Altimetry

Java Applet for aircraft flying at constant
pressure

Problems and Exercises

Student calculates and plots lines of constant
theta on skew
-
T log
-
P diagram

Problems and exercises using paper diagrams or
Java Skew
-
T applet (TBD)

Syllabus Rubric

4.Water Vapor in the Atmosphere

Define variables

Relation between variables

Variable Gas Constant

Virtual Temperature

Problems and Exercises

Phase Changes

Latent Heats

Students use diagram for application

Syllabus Rubric

4. Water Vapor Continued

Derive Claussius
-
Claperyon Equation

Students plot lines of constant w
s

on
Skew
-
T, log
-
P diagram

Problems/Exercises on paper or Applet

Students plot lines lines of constant Theta
-
w given critical values at 1000 mb.

Syllabus Rubric

5.Processes in the Atmosphere

Parcel process (definition)

Problems/Exercises

Java Applets

P
-
alpha diagram

Draw paths which describe a process

Display changes in all thermodynamic
variables (temperature, pressure, volume,
internal energy, enthalpy, entropy, work,
heat)

Java Applets cont’d.

Skew
-
T log
-
P

Follow a parcel as it moves in the
atmosphere vertically (or change temperature at
constant pressure)

Motions controlled by mouse or specific
forcing by synoptic vertical motion

Display current values of all thermodynamic
variable and derived quantities (latent heat
released, liquid water condensed)

1. Assume that in Denver, CO a station
pressure of 850 mb and a station pressure of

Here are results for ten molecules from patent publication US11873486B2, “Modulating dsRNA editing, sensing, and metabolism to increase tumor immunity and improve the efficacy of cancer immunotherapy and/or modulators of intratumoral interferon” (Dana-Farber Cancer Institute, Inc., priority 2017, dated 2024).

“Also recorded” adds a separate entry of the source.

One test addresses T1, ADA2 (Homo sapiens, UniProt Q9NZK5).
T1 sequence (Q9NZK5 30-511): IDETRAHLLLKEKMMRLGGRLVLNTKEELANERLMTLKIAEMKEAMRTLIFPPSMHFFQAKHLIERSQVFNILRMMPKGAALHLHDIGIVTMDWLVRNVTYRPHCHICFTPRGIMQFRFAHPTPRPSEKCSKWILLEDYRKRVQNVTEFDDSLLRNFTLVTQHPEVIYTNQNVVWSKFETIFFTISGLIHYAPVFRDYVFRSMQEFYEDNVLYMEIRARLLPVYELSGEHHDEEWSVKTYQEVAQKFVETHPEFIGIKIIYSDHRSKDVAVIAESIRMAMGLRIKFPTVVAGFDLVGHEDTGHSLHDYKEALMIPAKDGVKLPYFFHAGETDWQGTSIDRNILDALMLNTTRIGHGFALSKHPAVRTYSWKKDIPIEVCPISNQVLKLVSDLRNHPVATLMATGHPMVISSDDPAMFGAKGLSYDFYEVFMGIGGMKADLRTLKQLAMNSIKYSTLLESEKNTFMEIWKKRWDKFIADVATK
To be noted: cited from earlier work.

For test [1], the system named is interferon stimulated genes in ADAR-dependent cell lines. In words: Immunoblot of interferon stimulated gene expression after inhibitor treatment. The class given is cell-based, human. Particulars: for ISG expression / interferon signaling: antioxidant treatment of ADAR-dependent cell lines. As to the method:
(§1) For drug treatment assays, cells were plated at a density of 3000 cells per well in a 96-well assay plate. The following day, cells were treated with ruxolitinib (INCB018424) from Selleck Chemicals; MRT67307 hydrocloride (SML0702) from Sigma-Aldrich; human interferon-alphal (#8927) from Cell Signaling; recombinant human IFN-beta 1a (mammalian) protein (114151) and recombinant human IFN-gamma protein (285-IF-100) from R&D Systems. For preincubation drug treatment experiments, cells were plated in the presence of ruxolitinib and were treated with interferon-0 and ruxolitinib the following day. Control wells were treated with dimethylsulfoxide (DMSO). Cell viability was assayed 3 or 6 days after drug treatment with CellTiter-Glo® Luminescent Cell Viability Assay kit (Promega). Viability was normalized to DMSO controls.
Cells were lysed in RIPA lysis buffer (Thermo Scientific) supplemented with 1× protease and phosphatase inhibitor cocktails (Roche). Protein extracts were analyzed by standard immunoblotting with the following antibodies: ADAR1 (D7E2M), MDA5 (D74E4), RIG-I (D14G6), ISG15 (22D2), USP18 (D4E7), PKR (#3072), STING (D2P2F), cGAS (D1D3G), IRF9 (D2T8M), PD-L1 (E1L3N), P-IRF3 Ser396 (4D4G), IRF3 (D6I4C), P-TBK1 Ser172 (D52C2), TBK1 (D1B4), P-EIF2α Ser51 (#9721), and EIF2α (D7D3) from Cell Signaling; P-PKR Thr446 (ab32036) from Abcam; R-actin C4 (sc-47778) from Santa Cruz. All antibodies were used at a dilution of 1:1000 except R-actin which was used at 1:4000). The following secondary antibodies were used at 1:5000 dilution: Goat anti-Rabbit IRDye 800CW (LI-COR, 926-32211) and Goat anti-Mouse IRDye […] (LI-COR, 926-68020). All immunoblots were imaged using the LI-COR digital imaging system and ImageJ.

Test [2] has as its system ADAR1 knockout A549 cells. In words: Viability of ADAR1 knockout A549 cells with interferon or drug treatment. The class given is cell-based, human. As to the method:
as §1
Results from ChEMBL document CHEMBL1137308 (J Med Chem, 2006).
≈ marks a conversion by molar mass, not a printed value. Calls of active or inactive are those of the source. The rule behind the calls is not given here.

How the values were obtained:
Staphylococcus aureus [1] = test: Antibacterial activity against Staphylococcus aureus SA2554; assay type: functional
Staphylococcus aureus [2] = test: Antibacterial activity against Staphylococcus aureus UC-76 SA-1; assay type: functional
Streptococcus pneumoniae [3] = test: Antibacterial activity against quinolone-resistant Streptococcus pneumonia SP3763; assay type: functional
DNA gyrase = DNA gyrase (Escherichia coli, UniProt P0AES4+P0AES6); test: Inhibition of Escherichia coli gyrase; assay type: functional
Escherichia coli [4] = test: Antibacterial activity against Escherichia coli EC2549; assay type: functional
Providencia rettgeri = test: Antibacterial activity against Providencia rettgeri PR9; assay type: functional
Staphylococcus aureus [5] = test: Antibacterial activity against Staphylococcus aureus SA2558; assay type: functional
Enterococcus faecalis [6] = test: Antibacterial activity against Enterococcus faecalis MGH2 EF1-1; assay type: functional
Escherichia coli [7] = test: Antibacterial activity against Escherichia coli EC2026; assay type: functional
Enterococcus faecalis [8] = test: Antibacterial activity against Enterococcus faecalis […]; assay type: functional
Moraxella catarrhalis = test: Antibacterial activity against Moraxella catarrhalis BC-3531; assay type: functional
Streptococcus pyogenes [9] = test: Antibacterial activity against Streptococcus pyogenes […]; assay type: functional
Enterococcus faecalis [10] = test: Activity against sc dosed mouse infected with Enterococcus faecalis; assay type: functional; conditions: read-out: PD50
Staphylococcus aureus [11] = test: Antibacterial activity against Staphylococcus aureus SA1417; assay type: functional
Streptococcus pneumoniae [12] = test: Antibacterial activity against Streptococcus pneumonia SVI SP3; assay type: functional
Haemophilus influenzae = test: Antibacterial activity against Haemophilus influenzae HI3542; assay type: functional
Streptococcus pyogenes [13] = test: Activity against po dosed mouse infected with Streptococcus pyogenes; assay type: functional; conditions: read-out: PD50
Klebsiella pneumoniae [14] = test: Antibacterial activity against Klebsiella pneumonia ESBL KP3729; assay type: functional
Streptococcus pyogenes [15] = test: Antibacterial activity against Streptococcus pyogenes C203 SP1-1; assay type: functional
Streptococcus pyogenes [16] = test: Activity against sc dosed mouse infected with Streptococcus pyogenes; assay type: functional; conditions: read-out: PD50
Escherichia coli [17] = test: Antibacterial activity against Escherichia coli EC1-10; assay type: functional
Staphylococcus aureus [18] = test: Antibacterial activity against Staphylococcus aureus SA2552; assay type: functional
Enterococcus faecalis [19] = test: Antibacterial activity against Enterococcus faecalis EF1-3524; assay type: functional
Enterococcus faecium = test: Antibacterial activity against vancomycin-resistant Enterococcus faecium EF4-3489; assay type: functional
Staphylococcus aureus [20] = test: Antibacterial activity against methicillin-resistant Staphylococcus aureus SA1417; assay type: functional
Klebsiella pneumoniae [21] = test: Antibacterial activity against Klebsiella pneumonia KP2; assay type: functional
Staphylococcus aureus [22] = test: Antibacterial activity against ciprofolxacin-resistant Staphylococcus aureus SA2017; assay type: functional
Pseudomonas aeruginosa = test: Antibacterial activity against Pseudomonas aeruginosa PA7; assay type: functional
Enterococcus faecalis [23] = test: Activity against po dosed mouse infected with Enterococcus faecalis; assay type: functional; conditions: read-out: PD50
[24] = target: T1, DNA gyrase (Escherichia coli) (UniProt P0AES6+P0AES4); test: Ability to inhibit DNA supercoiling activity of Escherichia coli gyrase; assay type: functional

10
°
C are measured. Reduce the station
pressure of 850 mb to a sea
-
pressure (assuming a dry atmosphere).

Hint: You can use the U.S. Standard
atmosphere lapse rate of 6.5 K/km in

2. Assume that a beginning aviation student
erroneously assumes that the atmosphere is
isothermal rather than assuming the standard dry
in the difference between altitudes calculated
assuming an isothermal atmosphere and a U.S.
Standard Atmosphere?

Assume a dry atmosphere in both calculations
with a temperature of 15
°
C, and a surface pressure
of 1013.25 mb.

3. Calculate the height at which the 500 mb level
occurs for a typical tropical, mid
-
latitude and
Arctic atmospheres assume a standard
Atmosphere lapse rate of 6.5

K/km and assuming
surface temperatures of 30
°
C, 10
°
C,
-
10
°
C.

Determine the thickness of the layer between
500
-
100 mb for the same three regions assuming
mean virtual temperatures of 228K, 223K, 210K.

What is the height of the tropopause for the
three regions?

Web
-
driven Interaction

Process

du = (+),

(
-
), or 0

db = (+), (
-
)
or 0

d
q

= (+),

(
-
), or 0

Undetermined

A to B

B to C

A to C

Questions for diagram points
(A

G)

Is d
q

for ‘A to C’ >, <, = ‘A to G’ or cannot be
determined?

Is d
a
for ‘A to C’ >, <, = ‘A to G’ or cannot be
determined?

(Explain or note use of Equation of state to
calculate specific volume)

Does the above process represent compressional
heating, compressional cooling, expansional
heating, expansional cooling?

Questions for diagram points
(A

G)

‘B to F’ d
a
, (+), (
-
), 0, or cannot be
determined?

‘A to C’ d
a
, (+), (
-
), 0, or cannot be
determined?

‘D to B’ d
a
, (+), (
-
), 0, or cannot be
determined?

Water Vapor Exercises/Problems

Given T, T
d

as a function of pressure

(a) Compute/determine from Skew
-
T diagram at
1000 mb.

[w, w
s
, e, e
s
, T
w
, RH, q, q
s
, T
v
,
θ, ρ, θ
e
, θ
w
]

(b) Lift a parcel at 1000 mb to LCL

Compute LCL and all above variables

(c) Lift to 6 km (use hypsometric equation to
determine pressure level)

Compute all above variables

Compute latent heat released (per kg of air)

(d) Redo with Java Applet

Water Vapor Exercise/Problems

Wallace & Hobbs (p. 80) question on lifting
parcel over mountain

Perform using a Skew
-
T

Redo using Java Applet

Water Vapor Exercises/Problems

A closed insulated room is initially at 25
°
C,
20% RH. Volume of the room is 400m
3
.

How much water must be evaporated to
raise RH to 60%? What is the final room
temperature (under constant pressure of
1000 mb)?